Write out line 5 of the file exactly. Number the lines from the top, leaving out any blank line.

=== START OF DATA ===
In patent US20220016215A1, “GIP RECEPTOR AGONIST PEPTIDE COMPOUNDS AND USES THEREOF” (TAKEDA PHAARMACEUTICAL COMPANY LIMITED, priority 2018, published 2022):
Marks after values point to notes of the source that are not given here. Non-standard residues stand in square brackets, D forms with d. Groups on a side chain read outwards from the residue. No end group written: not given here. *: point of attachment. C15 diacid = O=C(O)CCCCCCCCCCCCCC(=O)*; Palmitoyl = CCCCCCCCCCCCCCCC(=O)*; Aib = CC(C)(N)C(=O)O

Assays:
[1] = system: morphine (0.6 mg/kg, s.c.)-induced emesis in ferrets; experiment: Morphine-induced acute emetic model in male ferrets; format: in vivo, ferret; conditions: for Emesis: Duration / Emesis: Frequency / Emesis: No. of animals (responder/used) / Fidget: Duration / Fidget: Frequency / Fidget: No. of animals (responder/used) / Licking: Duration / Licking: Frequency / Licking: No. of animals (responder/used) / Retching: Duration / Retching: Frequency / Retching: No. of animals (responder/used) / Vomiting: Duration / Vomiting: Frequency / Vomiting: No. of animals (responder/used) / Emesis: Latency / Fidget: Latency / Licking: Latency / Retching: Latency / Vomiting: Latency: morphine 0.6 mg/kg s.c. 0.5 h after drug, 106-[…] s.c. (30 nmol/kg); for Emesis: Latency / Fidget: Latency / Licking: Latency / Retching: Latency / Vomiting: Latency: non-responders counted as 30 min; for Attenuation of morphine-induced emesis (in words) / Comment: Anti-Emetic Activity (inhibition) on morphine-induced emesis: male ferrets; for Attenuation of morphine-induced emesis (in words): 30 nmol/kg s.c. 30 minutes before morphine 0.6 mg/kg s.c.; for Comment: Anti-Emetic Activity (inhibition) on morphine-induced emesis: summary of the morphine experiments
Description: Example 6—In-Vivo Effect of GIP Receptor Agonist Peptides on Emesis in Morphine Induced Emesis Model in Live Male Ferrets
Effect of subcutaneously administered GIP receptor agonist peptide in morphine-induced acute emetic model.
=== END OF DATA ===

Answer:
Description: Example 6—In-Vivo Effect of GIP Receptor Agonist Peptides on Emesis in Morphine Induced Emesis Model in Live Male Ferrets